For those who find nutrition labels confusing, this post aims to simplify it. For those who know how to read them, this post may or may not provide information you didn’t previously know.
The old model of how nutrition labels are listed is just flat out stupid. The serving sizes often made no sense and the labels were often seen as misleading. That’s changing. Large companies were required by law to change their labels by July of this year. So you’ll see a lot of these new labels at the grocery store already. Smaller companies have until 2019 to make the change.
First thing to pay attention to: the calorie count. The old label was small. The new label now lists the calories in large, bold font. Also listed in larger font than before is the “servings per container” count. 8 servings @ 230 calories each means the item pictured contains 1840 calories total. One serving is 55 grams, which is the measuring unit you’ll want to use if you want to be as precise as possible.
Next are going to be your macros. You’ll see the “calories from fat” label went away. Hopefully that’ll mean a reduction in the vilification of fat. The label informs you what types of fat comprise the total fat content.
Next is carbs. For now we won’t discuss total carbs VS net carbs. That’s a different topic for another time. Of the total carbohydrate count, sugar and fiber will be listed as constituents. The new label, as you can see, lists “added sugars.” Should you care about that? Not really. But again, for now, just pay attention to the total carb content. We could also get into the topic of “how much sugar and fiber should I consume”, but that’s a different topic for another time, too. Again, this post is just a how-to on nutrition label reading.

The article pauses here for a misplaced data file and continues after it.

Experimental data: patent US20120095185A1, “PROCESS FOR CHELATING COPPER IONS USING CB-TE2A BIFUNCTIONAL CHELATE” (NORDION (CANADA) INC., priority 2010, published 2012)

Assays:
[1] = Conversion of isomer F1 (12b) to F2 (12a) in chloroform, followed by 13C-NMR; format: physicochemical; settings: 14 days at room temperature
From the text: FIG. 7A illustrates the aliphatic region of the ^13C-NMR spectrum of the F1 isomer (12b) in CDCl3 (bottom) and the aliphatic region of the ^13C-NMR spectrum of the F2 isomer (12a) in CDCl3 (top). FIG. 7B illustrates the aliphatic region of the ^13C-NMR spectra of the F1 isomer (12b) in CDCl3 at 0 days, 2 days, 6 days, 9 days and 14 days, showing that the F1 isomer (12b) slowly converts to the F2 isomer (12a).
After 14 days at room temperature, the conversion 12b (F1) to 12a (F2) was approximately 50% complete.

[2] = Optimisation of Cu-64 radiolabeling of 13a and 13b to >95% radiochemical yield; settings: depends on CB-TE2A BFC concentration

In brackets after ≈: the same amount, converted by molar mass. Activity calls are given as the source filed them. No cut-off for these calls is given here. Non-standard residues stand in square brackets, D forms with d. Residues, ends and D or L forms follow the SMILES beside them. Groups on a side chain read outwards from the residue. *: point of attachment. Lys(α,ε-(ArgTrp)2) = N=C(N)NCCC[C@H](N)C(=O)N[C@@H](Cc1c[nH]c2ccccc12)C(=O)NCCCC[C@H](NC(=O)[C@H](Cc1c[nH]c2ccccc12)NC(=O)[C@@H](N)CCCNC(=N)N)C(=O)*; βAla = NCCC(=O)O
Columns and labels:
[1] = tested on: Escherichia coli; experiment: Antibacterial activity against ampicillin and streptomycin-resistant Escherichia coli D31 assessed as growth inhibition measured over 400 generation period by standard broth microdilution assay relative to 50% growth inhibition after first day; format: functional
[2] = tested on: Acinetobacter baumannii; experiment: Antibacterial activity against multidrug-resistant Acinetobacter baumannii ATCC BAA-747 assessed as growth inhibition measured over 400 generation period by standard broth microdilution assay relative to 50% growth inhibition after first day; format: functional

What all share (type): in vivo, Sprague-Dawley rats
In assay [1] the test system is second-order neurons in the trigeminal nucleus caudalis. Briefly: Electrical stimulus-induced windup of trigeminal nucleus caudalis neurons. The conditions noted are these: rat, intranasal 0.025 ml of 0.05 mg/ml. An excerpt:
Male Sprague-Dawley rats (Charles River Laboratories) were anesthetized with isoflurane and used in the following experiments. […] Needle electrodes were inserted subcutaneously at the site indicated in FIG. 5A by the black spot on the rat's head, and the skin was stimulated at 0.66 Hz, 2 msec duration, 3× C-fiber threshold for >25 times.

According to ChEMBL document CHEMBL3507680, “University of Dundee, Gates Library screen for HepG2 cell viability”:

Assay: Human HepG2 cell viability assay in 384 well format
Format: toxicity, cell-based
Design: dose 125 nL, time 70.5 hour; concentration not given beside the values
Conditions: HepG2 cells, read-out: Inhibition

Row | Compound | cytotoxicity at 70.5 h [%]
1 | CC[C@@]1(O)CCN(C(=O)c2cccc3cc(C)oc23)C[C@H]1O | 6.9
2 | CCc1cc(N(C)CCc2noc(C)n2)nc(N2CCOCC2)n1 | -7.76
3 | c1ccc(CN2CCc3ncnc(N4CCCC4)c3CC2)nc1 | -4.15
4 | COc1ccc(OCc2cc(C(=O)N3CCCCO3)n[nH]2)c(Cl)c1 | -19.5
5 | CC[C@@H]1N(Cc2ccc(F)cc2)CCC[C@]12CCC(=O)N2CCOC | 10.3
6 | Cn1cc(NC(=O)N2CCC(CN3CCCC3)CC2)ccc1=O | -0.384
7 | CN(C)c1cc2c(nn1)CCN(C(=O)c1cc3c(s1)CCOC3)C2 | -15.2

Lastly, protein will be listed. The label on the right DOES have protein listed, it’s just cut off in this example. Of the 3 macronutrients, protein is most important for muscle retention during weight loss. Again the takeaway here is that these are all figures based on the SERVING size.
Final note: you’ll notice I didn’t really touch on sodium, cholesterol, minerals or micronutrients. If you don’t have issues with your cholesterol, then cholesterol amounts shouldn’t be much of an issue. Same thing with sodium.
That isn’t to say micronutrients & minerals aren’t important. They ARE. But once again, that’s a different topic. For what it’s worth, however, the new labels will no longer show vitamins A&C, and instead will show vitamin D and potassium.
The new labels will hopefully now make sense to a larger portion of the general public, and hopefully this article helped clear up any confusion you may have previously had about the label and its layout.